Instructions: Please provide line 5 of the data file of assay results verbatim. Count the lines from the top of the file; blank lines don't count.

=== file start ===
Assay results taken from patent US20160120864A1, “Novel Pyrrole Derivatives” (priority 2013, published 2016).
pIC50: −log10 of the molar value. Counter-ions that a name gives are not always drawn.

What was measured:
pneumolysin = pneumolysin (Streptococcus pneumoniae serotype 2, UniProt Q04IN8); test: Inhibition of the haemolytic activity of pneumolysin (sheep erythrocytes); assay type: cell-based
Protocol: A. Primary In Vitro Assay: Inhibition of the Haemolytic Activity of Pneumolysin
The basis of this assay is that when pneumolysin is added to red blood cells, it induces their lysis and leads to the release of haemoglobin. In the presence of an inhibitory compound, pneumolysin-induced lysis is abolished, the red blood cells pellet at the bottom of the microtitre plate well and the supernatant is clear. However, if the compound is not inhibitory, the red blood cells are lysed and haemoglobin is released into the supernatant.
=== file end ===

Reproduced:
Protocol: A. Primary In Vitro Assay: Inhibition of the Haemolytic Activity of Pneumolysin